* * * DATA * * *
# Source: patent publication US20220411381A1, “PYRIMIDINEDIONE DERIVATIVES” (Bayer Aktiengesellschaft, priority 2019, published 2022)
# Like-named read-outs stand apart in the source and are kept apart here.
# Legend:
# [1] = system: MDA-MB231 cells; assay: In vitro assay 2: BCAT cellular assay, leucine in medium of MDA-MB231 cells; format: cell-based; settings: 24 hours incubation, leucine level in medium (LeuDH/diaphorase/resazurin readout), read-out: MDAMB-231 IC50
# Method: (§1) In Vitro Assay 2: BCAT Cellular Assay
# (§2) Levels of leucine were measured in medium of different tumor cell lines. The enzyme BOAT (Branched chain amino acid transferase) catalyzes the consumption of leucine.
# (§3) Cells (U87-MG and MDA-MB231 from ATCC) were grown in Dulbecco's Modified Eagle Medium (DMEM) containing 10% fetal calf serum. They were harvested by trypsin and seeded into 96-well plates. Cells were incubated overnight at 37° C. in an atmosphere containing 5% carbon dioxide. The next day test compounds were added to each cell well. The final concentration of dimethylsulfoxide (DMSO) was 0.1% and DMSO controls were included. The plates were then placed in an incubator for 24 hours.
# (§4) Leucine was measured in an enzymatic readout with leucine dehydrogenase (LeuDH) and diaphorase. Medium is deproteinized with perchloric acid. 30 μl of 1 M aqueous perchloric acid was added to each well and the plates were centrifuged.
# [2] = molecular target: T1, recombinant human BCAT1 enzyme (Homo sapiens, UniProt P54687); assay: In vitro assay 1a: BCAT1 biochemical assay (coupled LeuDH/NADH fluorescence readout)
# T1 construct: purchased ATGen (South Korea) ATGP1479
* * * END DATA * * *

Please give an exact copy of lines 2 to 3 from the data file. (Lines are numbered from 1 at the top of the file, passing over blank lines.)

# Like-named read-outs stand apart in the source and are kept apart here.
# Legend: